I cannot remember the exact route Mustafa took to reach the Kasarani Sector in Nairobi, I just remember looking through the window and seeing a panoramic view of the city with tall buildings in the distance. The car drove off the main route, entered a muddy street and went straight until we came to a blue gate. From here, I saw an incredible green landscape and at first thought, we had arrived at a farm. But, actually, the fresh air, garden full of vegetables and songs of the birds had welcomed us to Total Rehab Center for Disabled Children.
The Total Rehab Center for Disabled Children is a community-based, nonprofit organization, registered with the Office of the District Gender and Social Development Officer (Kenya’s Ministry of Gender, Children, and Social Development) since July of 2010. Dedicated to providing holistic care for children with physical, cognitive and social impairments, the Center primarily cares for those living with cerebral palsy.
We were greeted by Oris, a social worker who has been at the center for three years and 25 smiling boys and girls. While each child suffers from a different brain disability, they looked happy in this family environment. Women, like Oris, have taken care of them over many days and weeks, even months and years, making the Center a place where the children feel safe and part of a group.
During our visit, I observed Millie, an Africa Yoga Project teacher, lead four children through muscular therapy sessions. Millie visits the Center once a week to do therapy sessions with a small group of children. Depending on the children’s moods and health, some weeks she works with more children while other weeks it’s less. During these sessions, Millie treats each child individually, trying to put herself in their shoes and bring them happiness. While some of the children felt stressed by the therapy during this visit, I could see them become more satisfied and comfortable when Millie hugged them and stretched their arms and legs – their eyes would meet our eyes and sometimes they even smiled back at us.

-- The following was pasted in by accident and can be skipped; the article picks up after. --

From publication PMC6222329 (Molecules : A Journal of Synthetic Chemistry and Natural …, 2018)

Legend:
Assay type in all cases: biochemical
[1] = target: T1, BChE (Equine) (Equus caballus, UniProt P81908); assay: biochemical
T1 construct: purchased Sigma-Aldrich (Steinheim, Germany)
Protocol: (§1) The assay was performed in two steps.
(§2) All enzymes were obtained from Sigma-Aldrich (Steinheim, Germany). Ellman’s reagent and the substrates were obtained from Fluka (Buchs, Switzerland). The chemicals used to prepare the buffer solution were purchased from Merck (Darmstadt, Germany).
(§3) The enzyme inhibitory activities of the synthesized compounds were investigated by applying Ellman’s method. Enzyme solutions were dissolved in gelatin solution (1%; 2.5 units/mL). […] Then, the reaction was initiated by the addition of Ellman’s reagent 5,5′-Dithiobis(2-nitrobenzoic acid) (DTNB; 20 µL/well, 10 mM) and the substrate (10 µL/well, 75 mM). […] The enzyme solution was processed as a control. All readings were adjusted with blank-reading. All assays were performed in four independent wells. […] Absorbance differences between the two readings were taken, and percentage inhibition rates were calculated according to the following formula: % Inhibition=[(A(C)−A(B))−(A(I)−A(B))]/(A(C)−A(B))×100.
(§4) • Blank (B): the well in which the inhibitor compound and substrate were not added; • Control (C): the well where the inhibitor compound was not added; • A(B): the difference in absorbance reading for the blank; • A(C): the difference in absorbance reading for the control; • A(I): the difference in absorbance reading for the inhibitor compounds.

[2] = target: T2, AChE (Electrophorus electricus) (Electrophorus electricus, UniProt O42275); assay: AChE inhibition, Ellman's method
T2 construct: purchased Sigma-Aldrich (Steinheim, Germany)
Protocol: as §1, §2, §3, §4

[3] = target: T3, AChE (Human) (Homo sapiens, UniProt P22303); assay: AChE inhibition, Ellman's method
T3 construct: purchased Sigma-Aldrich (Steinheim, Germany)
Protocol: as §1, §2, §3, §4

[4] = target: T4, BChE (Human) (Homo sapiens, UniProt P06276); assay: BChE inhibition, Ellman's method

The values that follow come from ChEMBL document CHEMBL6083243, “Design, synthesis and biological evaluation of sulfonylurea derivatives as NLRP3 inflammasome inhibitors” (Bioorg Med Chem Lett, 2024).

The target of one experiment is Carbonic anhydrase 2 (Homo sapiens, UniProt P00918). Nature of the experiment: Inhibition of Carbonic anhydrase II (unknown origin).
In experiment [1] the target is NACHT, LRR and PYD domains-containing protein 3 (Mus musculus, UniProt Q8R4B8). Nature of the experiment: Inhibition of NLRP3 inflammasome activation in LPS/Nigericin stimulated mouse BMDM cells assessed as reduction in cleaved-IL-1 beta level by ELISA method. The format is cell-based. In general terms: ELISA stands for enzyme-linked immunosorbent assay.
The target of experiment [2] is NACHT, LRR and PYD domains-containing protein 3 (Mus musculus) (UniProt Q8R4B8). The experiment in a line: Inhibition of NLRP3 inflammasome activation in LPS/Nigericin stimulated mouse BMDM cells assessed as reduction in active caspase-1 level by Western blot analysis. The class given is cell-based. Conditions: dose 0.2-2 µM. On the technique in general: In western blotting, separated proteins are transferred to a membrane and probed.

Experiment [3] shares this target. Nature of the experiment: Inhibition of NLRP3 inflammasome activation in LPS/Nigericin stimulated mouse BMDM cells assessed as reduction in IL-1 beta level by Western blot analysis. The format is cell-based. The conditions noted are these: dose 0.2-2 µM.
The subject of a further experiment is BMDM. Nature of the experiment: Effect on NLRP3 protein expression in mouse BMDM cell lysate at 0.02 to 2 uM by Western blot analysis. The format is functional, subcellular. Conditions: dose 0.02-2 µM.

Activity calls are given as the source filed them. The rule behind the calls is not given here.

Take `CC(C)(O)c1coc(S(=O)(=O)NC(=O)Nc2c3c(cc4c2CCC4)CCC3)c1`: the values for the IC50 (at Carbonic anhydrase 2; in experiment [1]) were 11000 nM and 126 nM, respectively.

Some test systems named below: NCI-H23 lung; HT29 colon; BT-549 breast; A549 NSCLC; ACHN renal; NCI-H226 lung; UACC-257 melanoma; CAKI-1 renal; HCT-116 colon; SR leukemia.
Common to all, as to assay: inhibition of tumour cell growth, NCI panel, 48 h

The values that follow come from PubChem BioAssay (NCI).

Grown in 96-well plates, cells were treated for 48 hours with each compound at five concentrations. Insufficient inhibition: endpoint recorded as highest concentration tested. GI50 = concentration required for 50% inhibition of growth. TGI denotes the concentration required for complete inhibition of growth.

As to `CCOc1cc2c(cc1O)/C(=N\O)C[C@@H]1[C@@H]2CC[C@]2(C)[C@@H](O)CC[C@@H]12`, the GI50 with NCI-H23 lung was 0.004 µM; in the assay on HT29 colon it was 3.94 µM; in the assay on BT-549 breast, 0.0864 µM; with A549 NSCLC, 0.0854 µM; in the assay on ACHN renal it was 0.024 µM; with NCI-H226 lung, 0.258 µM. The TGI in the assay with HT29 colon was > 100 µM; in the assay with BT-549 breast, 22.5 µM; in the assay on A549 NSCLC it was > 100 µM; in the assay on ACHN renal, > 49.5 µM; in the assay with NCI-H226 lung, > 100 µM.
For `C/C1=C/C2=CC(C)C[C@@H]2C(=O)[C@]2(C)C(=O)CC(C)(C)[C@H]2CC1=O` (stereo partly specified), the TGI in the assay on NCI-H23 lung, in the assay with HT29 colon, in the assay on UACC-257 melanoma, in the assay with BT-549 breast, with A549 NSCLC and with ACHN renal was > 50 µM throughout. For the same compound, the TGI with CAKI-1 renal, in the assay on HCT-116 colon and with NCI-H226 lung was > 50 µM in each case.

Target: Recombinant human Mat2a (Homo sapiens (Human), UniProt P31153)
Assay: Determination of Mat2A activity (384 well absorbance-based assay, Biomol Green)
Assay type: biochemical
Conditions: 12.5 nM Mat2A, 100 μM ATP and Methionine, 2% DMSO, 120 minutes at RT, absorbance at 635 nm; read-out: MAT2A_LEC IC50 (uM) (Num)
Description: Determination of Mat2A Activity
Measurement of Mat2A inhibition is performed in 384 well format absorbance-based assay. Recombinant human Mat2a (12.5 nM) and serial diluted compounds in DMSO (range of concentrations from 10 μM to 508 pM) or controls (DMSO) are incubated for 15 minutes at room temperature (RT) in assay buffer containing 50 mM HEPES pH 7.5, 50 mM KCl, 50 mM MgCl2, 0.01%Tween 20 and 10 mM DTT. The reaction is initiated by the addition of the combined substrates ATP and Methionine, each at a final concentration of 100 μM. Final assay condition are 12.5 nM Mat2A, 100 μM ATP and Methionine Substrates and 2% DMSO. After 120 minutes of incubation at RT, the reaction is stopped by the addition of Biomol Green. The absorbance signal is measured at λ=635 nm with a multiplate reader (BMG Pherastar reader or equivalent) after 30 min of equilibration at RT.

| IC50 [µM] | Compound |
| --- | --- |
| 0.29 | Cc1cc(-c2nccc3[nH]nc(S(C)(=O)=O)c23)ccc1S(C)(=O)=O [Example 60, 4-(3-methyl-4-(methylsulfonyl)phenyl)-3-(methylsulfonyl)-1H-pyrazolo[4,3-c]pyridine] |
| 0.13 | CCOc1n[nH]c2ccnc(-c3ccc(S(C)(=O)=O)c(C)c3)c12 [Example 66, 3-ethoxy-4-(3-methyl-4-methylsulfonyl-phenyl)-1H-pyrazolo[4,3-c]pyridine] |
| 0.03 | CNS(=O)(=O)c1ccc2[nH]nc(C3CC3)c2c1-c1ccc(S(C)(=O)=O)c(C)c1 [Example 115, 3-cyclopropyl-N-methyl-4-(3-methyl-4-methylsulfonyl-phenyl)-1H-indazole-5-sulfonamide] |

I keep their faces, their gestures, their movements, in my mind and in my heart. Purity, a seventeen-year-old girl living with cerebral palsy, really sticks with me. Despite being young, Purity is one of the only children in the group who can speak fluently. Her challenge that day with Millie tried to walk straight through the Center’s living room. I remember watching as she, with some assistance and a big smile, stood up from her wheelchair and walked step-by-step. Purity was so happy that she asked Millie to be the first one to receive therapy during the next session. As I watched the therapy sessions and Purity’s joy, I came to see how much this time with Millie and AYP helps the children and also how much they enjoy it!
Every so often, I also remember their pain, and their frustration and helplessness when they could not express themselves. Despite these challenges, the children are still happy and calm. I suppose this is because they are still treated with dignity, live in a house, and have someone who looks after them, gives them affection, and feeds them fresh and healthy food from the garden.
After the therapy sessions finished, we also shared some time in the general room with the children. I remember it didn’t matter that we spoke different languages, as we could still engage with them in play. It’s true that when you really connect in empathy with others, magic arises… communicating, enjoying, sharing, all happens naturally.
Afterward the quality time and lunch, we left the children’s house. The time spent smiling, playing and connecting, and the opportunity to place ourselves in their shoes meant as much to them as to us. We experienced moments of deep recognition and appreciation of the other end of life itself. We have an opportunity in life to inspire, to learn, to teach and above all, to build a fairer world where we allow empathy to work its own magic.